Titan TV students explore new genre with show Rosemary Park

Kellie Wambold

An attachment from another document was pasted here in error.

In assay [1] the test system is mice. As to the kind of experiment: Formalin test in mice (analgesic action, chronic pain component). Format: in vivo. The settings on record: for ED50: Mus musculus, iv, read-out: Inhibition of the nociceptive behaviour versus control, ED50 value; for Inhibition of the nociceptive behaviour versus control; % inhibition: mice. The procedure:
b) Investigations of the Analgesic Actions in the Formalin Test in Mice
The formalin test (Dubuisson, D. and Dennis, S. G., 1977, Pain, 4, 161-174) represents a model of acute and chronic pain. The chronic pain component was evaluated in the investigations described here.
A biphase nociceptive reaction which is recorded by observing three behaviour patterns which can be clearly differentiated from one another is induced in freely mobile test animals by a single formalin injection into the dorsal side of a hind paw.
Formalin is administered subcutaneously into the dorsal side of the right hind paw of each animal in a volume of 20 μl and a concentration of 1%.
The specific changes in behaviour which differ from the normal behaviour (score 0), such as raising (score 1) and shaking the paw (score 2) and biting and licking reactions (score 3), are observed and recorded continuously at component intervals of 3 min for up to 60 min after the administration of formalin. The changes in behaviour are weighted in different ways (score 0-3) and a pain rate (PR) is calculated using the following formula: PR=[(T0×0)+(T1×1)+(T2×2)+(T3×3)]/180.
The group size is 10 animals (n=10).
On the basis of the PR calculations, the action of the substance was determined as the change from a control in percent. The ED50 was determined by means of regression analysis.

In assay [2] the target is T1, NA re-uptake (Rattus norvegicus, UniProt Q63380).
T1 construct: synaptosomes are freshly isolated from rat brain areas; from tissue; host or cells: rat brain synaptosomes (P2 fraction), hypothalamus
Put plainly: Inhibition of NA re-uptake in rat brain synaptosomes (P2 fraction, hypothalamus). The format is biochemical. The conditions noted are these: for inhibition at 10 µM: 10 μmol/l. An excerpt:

Titan TV is branching out with its new show “Rosemary Park,” a crime drama where a detective and small-town journalist team up to solve a murder. Megan Lemire, the show’s writer and director, said she got the idea for the show when she was watching ABC’s Castle. “I wanted it to be similar but have more of a small-town feel to it,” Lemire said. Lemire’s inspiration for the show means that “Rosemary Park” is a crime drama, a genre that isn’t done often on Titan TV. “Titan TV likes to try new things, which is why I was intrigued to work on this project,” Alden Frautschy, the show’s sound editor, said. “I thought a crime drama was a fun and new project.” Frautschy said “Rosemary Park” will stand out against other shows that Titan TV has done recently. “It’s not your standard college TV show because it doesn’t take place on a college campus, which makes the show more credible,” Frautschy said. “It’s about more than college students.” Ryan Knuteson, who plays Detective Edison and has worked on several Radio-TV-Film projects, said he enjoyed working on a new genre. “It was really fun to work on a genre that Titan TV doesn’t usually do,” Knuteson said. Knuteson also said the show is interesting because of its compelling characters. “I think a show like ‘Rosemary Park’ is wonderful because it’s just as much about the character relationships as it is about solving the crime itself,” Knuteson said. Knuteson said he enjoyed playing Edison because he was a complex character with different layers to uncover. “He may come off as abrasive at points, but it’s ultimately because he doesn’t want to see anyone close to him get hurt,” Knuteson said. Knuteson said the characters are fun to watch interact, especially the two lead characters, Edison and small-town journalist, Allie. “Hopefully Edison and Allie are the next Mulder and Scully or Castle and Beckett,” Knuteson said. “Rosemary Park,” like many other Titan TV shows, presented the cast and crew with the challenge of long shoot days, but Knuteson said those longs days are always worth it. “I’ll take a long day on set over being stuck in a classroom any day of the week,” Knuteson said. Tess Kraly, who plays Allie, said it was her first time working with Titan TV, so the shoots were daunting at first. “Some days we had to wake up early and go all day, but being with the cast and crew was so much fun,” Kraly said. Knuteson said the long days helped bring the cast and crew together, which helped make the show even better. “It really is amazing how quickly you can form friendships and bonds working on a project like this,” Knuteson said. Lemire said students will like this project. “I feel like students will appreciate the dry humor that is sprinkled throughout the mystery,” Lemire said. Along with mystery and humor, Lemire said she wanted to tackle harder subjects with the show as well. “We deal with darker subjects in the show,” Lemire said. “I want people to watch it and realize these problems are everywhere, and that they are not alone.” Kraly said overall students will be drawn into the show’s engaging and surprising story. “I don’t think students will see some of the things coming during the show,” Kraly said. “It keeps you on the edge of your seat.”